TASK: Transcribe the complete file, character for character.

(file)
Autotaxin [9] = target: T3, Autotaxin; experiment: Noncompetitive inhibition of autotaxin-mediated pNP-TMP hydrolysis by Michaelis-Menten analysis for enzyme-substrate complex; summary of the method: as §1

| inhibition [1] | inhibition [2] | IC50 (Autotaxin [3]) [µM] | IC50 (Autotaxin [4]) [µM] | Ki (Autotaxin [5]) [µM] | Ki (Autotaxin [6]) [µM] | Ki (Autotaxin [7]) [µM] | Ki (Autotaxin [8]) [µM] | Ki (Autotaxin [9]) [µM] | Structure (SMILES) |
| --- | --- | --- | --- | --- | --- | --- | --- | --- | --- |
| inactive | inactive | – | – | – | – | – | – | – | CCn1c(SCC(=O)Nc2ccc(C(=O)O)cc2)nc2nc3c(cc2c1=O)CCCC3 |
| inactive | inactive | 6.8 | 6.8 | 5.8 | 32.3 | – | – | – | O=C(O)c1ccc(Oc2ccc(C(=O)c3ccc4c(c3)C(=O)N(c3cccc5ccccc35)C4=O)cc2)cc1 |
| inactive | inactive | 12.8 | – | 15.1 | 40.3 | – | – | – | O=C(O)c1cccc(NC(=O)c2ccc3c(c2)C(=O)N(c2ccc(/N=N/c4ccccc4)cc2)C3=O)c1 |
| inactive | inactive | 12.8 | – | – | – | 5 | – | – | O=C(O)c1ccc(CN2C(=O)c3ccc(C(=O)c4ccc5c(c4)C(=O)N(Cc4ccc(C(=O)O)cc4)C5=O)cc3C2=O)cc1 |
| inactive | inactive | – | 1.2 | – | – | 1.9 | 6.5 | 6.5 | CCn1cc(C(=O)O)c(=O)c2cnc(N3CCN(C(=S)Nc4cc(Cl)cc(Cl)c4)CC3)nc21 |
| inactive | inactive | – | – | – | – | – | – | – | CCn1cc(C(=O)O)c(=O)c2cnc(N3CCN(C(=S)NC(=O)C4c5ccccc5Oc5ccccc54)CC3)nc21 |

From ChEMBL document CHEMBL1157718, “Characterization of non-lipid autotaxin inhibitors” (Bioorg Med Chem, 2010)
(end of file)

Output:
Autotaxin [9] = target: T3, Autotaxin; experiment: Noncompetitive inhibition of autotaxin-mediated pNP-TMP hydrolysis by Michaelis-Menten analysis for enzyme-substrate complex; summary of the method: as §1

| inhibition [1] | inhibition [2] | IC50 (Autotaxin [3]) [µM] | IC50 (Autotaxin [4]) [µM] | Ki (Autotaxin [5]) [µM] | Ki (Autotaxin [6]) [µM] | Ki (Autotaxin [7]) [µM] | Ki (Autotaxin [8]) [µM] | Ki (Autotaxin [9]) [µM] | Structure (SMILES) |
| --- | --- | --- | --- | --- | --- | --- | --- | --- | --- |
| inactive | inactive | – | – | – | – | – | – | – | CCn1c(SCC(=O)Nc2ccc(C(=O)O)cc2)nc2nc3c(cc2c1=O)CCCC3 |
| inactive | inactive | 6.8 | 6.8 | 5.8 | 32.3 | – | – | – | O=C(O)c1ccc(Oc2ccc(C(=O)c3ccc4c(c3)C(=O)N(c3cccc5ccccc35)C4=O)cc2)cc1 |
| inactive | inactive | 12.8 | – | 15.1 | 40.3 | – | – | – | O=C(O)c1cccc(NC(=O)c2ccc3c(c2)C(=O)N(c2ccc(/N=N/c4ccccc4)cc2)C3=O)c1 |
| inactive | inactive | 12.8 | – | – | – | 5 | – | – | O=C(O)c1ccc(CN2C(=O)c3ccc(C(=O)c4ccc5c(c4)C(=O)N(Cc4ccc(C(=O)O)cc4)C5=O)cc3C2=O)cc1 |
| inactive | inactive | – | 1.2 | – | – | 1.9 | 6.5 | 6.5 | CCn1cc(C(=O)O)c(=O)c2cnc(N3CCN(C(=S)Nc4cc(Cl)cc(Cl)c4)CC3)nc21 |
| inactive | inactive | – | – | – | – | – | – | – | CCn1cc(C(=O)O)c(=O)c2cnc(N3CCN(C(=S)NC(=O)C4c5ccccc5Oc5ccccc54)CC3)nc21 |

From ChEMBL document CHEMBL1157718, “Characterization of non-lipid autotaxin inhibitors” (Bioorg Med Chem, 2010)